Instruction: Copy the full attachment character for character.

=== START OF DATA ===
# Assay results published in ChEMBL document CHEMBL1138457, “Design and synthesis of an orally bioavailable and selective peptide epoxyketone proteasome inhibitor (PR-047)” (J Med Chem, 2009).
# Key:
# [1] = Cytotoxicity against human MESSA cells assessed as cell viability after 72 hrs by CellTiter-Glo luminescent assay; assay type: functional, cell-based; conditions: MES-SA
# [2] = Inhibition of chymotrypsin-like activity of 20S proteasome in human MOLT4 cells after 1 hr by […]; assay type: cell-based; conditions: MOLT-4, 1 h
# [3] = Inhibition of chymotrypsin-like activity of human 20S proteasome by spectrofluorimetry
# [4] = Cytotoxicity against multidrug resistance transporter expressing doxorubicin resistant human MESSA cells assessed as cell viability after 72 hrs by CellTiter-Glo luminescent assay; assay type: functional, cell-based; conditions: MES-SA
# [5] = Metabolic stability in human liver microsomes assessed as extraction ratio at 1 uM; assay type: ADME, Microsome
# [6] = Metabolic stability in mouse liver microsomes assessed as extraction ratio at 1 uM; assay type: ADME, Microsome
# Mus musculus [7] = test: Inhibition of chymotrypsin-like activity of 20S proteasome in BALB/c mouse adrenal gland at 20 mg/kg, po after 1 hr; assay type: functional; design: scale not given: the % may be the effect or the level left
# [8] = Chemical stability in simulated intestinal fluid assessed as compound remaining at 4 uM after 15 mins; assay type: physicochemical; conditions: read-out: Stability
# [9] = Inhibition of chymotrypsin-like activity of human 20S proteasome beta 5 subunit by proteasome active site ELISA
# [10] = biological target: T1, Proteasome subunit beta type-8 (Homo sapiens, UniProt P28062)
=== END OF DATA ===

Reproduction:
# Assay results published in ChEMBL document CHEMBL1138457, “Design and synthesis of an orally bioavailable and selective peptide epoxyketone proteasome inhibitor (PR-047)” (J Med Chem, 2009).
# Key:
# [1] = Cytotoxicity against human MESSA cells assessed as cell viability after 72 hrs by CellTiter-Glo luminescent assay; assay type: functional, cell-based; conditions: MES-SA
# [2] = Inhibition of chymotrypsin-like activity of 20S proteasome in human MOLT4 cells after 1 hr by […]; assay type: cell-based; conditions: MOLT-4, 1 h
# [3] = Inhibition of chymotrypsin-like activity of human 20S proteasome by spectrofluorimetry
# [4] = Cytotoxicity against multidrug resistance transporter expressing doxorubicin resistant human MESSA cells assessed as cell viability after 72 hrs by CellTiter-Glo luminescent assay; assay type: functional, cell-based; conditions: MES-SA
# [5] = Metabolic stability in human liver microsomes assessed as extraction ratio at 1 uM; assay type: ADME, Microsome
# [6] = Metabolic stability in mouse liver microsomes assessed as extraction ratio at 1 uM; assay type: ADME, Microsome
# Mus musculus [7] = test: Inhibition of chymotrypsin-like activity of 20S proteasome in BALB/c mouse adrenal gland at 20 mg/kg, po after 1 hr; assay type: functional; design: scale not given: the % may be the effect or the level left
# [8] = Chemical stability in simulated intestinal fluid assessed as compound remaining at 4 uM after 15 mins; assay type: physicochemical; conditions: read-out: Stability
# [9] = Inhibition of chymotrypsin-like activity of human 20S proteasome beta 5 subunit by proteasome active site ELISA
# [10] = biological target: T1, Proteasome subunit beta type-8 (Homo sapiens, UniProt P28062)